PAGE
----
Unexpected polyuria in a neurosurgical patient undergoing cerebellopontine angle tumor surgery: Can dexmedetomidine be the culprit?
How to cite this article: Pal S, Narayan V, Singh A, Mahajan S. Unexpected polyuria in a neurosurgical patient undergoing cerebellopontine angle tumor surgery: Can dexmedetomidine be the culprit? J Neurosci Rural Pract 2023;14:560-2.
Dexmedetomidine is dextro-optical isomer of an α2-adrenoreceptor agonist medetomidine. It is frequently implemented as one of the components of a multimodal approach to general anesthesia. Furthermore, it is a promising drug for intraoperative neuromonitoring because of the lack of its impact on the evoked potentials. Although infrequently reported, dexmedetomidine has the potential to cause massive polyuria during intraoperative period.[1-3] Herein, we describe a case of severe intraoperative diuresis attributable to dexmedetomidine administration.
A 49-year-old female of the American Society of Anesthesiologists class 1, weighing 61 kg, having a body mass index of 26.5 kg/m2, was scheduled to undergo resection of the right cerebellopontine angle tumor. She had no known comorbidities, and her investigations were unremarkable. General anesthesia was induced with fentanyl 120 µg, propofol 120 mg, and atracurium 30 mg. Standard monitoring, including invasive blood pressure monitoring, was also performed. Intraoperative neuromonitoring of the seventh, ninth, and eleventh nerves was planned. A loading dose of dexmedetomidine (1 µg/kg/h) was administered over 10 min. To achieve an adequate intraoperative depth of anesthesia, the bispectral index was targeted between 40 and 50 using the titrated infusion of propofol (50–150 µg/kg/min), dexmedetomidine (0.5 µg/kg/h), and fentanyl (1 µg/kg/h). Owing to intraoperative neurophysiological monitoring, we did not use a maintenance dose of muscle relaxant.
Approximately 30 min after starting infusions, the patient’s urine output (UO) began to rise, reaching approximately 1200 mL within 1 h. Upon introspection, no known diuretic agents were administered including osmotic diuretics such as mannitol, the blood sugar level was 108 mg/dL, the core body temperature was 37.4°C, and only 750 mL of balanced salt solution was administered. After ruling out the aforementioned causes, we decreased the dexmedetomidine infusion to 0.3 µg/kg/h. Surprisingly, at the end of 2nd h, the UO was reduced to 700 mL. Dexmedetomidine infusion was then completely stopped, and concurrently fentanyl infusion was increased to 2 µg/kg/h. Afterward, UO further decreased to 400 mL in the 3rd h. In the subsequent hours of surgery, UO slowly returned to <120 mL. The total volume of fluid used was 3 L, including two packed red blood cells, over a period of 5 h. At the end of the surgery, there was a positive fluid balance of 460 mL.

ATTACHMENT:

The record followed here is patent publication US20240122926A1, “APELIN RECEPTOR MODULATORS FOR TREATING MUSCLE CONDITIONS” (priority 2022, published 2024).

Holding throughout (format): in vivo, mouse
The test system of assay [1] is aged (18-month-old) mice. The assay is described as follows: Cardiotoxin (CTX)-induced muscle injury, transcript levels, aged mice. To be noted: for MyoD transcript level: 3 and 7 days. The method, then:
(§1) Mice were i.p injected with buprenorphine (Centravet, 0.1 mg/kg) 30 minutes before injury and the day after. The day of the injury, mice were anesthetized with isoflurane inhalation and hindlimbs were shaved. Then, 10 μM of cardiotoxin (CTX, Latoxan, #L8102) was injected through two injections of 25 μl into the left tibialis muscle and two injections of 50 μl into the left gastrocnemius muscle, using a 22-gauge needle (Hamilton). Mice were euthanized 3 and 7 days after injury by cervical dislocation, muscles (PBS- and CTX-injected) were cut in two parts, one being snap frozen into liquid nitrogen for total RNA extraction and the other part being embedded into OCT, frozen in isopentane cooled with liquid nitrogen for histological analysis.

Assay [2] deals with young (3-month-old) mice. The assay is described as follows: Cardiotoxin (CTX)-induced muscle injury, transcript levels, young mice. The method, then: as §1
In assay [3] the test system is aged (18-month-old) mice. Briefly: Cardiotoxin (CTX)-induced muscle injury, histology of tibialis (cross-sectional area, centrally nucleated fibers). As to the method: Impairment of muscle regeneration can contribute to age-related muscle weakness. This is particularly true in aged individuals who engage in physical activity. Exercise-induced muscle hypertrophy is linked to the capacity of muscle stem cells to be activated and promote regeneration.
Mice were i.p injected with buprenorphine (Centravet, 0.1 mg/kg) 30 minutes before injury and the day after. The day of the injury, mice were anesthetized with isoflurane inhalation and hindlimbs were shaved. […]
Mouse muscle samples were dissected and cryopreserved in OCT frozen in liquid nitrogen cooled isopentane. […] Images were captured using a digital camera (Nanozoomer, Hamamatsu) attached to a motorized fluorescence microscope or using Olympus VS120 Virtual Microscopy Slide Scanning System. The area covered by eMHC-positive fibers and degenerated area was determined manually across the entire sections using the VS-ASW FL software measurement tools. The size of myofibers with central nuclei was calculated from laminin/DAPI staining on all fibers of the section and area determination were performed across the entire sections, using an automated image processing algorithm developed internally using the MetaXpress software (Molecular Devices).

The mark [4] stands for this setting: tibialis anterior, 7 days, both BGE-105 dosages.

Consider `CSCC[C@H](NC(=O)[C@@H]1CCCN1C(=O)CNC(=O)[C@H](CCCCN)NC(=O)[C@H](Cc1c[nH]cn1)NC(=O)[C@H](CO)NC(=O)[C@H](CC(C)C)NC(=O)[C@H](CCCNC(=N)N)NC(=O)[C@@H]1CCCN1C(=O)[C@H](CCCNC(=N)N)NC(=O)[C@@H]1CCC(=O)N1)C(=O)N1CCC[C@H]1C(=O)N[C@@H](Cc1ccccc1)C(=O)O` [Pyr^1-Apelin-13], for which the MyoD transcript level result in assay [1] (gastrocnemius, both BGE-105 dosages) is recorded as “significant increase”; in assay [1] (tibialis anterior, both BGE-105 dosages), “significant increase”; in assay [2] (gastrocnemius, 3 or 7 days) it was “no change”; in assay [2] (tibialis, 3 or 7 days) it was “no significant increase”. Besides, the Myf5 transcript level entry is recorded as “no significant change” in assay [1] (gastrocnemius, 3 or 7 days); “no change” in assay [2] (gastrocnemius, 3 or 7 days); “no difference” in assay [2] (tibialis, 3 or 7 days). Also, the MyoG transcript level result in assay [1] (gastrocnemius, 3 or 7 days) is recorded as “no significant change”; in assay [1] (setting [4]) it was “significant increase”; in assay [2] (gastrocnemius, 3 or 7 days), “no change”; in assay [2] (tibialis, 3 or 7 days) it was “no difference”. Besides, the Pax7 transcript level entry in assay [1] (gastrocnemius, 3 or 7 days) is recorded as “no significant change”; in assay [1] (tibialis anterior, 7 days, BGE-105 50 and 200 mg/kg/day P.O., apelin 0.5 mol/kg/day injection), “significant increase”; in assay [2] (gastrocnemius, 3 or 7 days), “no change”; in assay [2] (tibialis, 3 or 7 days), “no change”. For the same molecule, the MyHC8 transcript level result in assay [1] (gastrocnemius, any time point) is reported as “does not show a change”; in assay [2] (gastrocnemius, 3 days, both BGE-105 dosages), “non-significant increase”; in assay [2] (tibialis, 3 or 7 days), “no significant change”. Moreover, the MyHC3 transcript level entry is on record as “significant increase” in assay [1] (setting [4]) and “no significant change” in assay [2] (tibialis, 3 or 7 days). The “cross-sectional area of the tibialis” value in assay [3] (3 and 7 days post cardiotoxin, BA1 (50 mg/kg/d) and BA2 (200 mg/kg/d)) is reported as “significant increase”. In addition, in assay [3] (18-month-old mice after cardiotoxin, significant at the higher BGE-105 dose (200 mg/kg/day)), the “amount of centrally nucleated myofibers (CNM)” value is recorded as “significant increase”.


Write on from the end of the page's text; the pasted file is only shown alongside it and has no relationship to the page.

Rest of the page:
Serum osmolarity was 305 mOsm/kg, while urine osmolarity was 190 mOsm/kg at the end of 1st h. The sodium level increased from baseline (137 mEq/L) to 143 mEq/L at the end of the 1st h and then decreased to 139 mEq/L by the end of the procedure. Subsequently, the patient was shifted to neurosurgical intensive care for elective mechanical ventilation. Post-operatively, no further increase in UO and sodium level was recorded, and the remaining hospital stay was uneventful.
Polyuria in adults is either due to the excretion of nonabsorbable solutes including glucose (solute diuresis) or following the excretion of water from abnormalities in the production of arginine vasopressin or responsiveness of the renal system (water diuresis). There is a plethora of differential diagnoses for polyuria in neurosurgical patients [Figure 1].
The sudden onset of massive polyuria, resulting from water diuresis, i.e., a decreased urine specific gravity, reduced urine osmolality concurrent with elevated serum osmolality, and sodium, was the most remarkable intraoperative event in the indexed case. In addition, polyuria was not observed before or after surgery. The potassium, calcium, and creatinine levels were in the normal range. Van Decar et al., in a review, have recommended considering anesthetic agents as the cause of polyuria after excluding other possibilities. Hence, the same was considered in our case; further, polyuria resolved after discontinuing dexmedetomidine infusion.
Various animal studies have reported the potential of dexmedetomidine to induce diuresis of free water. The mechanism is probably from the inhibition of vasopressin by the pituitary and/or inhibition of hypothalamic paraventricular nucleus magnocellular neuronal signaling.[5-7] In humans, a handful of cases of dexmedetomidine-induced diuresis have been reported in the non-neurosurgical population.[1-3]
Urine osmolality helps to distinguish the cause of polyuria. UO exceeds 3 L/day with osmolality <250 mOsm/L, i.e., dilute urine indicates water diuresis. It occurs either because of polydipsia caused by inadequate vasopressin secretion, as occurs in central diabetes insipidus, or because of failure of vasopressin to act on renal tubules as seen in nephrogenic diabetes insipidus.
Worldwide, dexmedetomidine is used for the contemplation of intraoperative neuromonitoring during neurosurgery. As a neuroanesthetist, we should be vigilant about dexmedetomidine-associated polyuria after excluding all possible causes of polyuria in neurosurgical patients [Figure 1]. Vigilant UO and serum sodium level monitoring should be contemplated for all neurosurgical patients receiving an infusion of dexmedetomidine.
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